A Nobel Prize Winner’s Tip For Memoir Writers

Category: Writing Advice

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Photo by Thom Holmes on Unsplash

“It is a mistake to intend to write only very important things in a journal. That is not its justification.” ~ Andre Gide

Over the course of four decades of journal writing I’ve frequently enjoyed reading other writers’ journals. Since what I write about is often in response to what I’m reading, it’s not surprising to have found this Gide quote above in one of my own journals from the early nineties.

Nobel prize winning author Andre Gide, once significant and pretty much now forgotten, wrote near eighty books. As editor of The New French Revue he introduced the world to many significant writers in the first half of the twentieth century.

As a journal writer myself, who once nurtured the hope of being significant in literature, I read the journals of other writers from Fitzgerald and Gide to Thomas Mann and a number of lesser lights. These experiences were instructive, Gide’s four volumes being the most rewarding and insightful of all.

The Gide quote was useful for me in the following manner. If you only permit yourself to write thoughts of world-class, earth-shattering significance, you will in short order become paralyzed by the effort. Sure, it’s good to have high standards, and a journal can be useful in training one to capture ideas and emotions that are indefinite and ambiguous, but if today’s journal note or blog entry has to be the most significant thing you’ve ever captured in words, always pushing and stretching like that will eventually tire you out. It will not only sap your joy, but also stifle you.

Time and again I have found that having recorded an insight here, a quote there, proved to be exceedingly valuable later. On one occasion my brother had an insight during group therapy while working on his Masters in Psychology. When he called to tell me about it, I recorded it in my journal. 20 years later he had forgotten it completely whereas I still found it compelling.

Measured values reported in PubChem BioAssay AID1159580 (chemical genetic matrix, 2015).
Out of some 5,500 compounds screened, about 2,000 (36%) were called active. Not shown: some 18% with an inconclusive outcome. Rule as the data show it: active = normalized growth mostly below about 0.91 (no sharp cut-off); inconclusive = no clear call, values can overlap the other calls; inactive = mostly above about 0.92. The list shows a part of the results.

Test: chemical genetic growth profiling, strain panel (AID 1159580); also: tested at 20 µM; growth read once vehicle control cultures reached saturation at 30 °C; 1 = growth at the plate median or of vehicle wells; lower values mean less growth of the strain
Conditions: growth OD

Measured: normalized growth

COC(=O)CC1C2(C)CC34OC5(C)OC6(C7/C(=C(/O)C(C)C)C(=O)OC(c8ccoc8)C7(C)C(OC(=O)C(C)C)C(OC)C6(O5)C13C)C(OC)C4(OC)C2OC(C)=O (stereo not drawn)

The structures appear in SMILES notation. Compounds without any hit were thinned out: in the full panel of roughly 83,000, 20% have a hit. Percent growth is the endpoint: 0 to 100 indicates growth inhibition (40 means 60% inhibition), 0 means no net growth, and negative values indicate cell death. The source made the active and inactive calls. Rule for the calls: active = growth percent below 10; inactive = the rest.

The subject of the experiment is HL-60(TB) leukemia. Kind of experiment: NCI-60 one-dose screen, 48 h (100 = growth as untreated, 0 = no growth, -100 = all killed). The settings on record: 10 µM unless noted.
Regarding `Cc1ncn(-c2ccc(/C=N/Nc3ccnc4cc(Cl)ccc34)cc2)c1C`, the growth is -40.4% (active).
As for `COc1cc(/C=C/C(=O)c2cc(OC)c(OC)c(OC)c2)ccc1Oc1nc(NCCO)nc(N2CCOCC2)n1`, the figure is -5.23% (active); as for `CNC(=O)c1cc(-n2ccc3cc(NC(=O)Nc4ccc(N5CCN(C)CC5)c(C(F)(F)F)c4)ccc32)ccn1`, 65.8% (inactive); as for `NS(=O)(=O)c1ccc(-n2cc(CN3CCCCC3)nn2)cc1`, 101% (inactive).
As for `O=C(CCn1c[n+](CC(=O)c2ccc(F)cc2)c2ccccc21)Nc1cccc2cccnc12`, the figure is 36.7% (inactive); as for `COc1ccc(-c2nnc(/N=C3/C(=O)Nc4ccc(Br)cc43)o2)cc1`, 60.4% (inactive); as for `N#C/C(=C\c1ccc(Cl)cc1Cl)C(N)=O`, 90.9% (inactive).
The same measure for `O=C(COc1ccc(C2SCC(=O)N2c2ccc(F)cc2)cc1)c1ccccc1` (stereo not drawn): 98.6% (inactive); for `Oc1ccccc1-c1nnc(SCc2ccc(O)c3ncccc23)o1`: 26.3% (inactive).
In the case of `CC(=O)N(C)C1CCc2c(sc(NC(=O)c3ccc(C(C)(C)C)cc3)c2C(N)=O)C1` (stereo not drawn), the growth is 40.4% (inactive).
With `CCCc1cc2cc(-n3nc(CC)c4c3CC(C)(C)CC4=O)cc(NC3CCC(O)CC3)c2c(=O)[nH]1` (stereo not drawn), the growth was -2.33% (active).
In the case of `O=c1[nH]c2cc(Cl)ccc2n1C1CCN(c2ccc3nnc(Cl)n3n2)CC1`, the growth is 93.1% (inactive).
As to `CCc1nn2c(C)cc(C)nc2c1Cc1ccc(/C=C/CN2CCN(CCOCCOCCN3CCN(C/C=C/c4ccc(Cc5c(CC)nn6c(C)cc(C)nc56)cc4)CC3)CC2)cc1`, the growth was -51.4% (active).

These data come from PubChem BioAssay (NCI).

A similar thing happened when another brother of mine went to visit my father in intensive care after Dad had had a heart attack. A misunderstanding occurred and I penned the event into my journal that day. Years later he had forgotten it until I reminded him recently.

These were both rather small things in a sense. The journal helped to retain their vitality.

As an artist I found it to be a liberating attitude when I didn’t have to paint a masterpiece with every canvas. When I was young I held a belief that whatever I do next has to be the most significant thing I have ever painted. Later in life, instead of striving to produce masterpieces every time my pen touches paper or brush smears paint on a surface, I can take pleasure again in the act of creative discovery. And I can even throw some of it in the trash.

A portion of this was originally published at pioneerproductions.blogspot.com

An avid reader who writes about arts, culture, literature & other life obsessions. @ennyman3 Look for my books on Amazon https://tinyurl.com/y3l9sfpj

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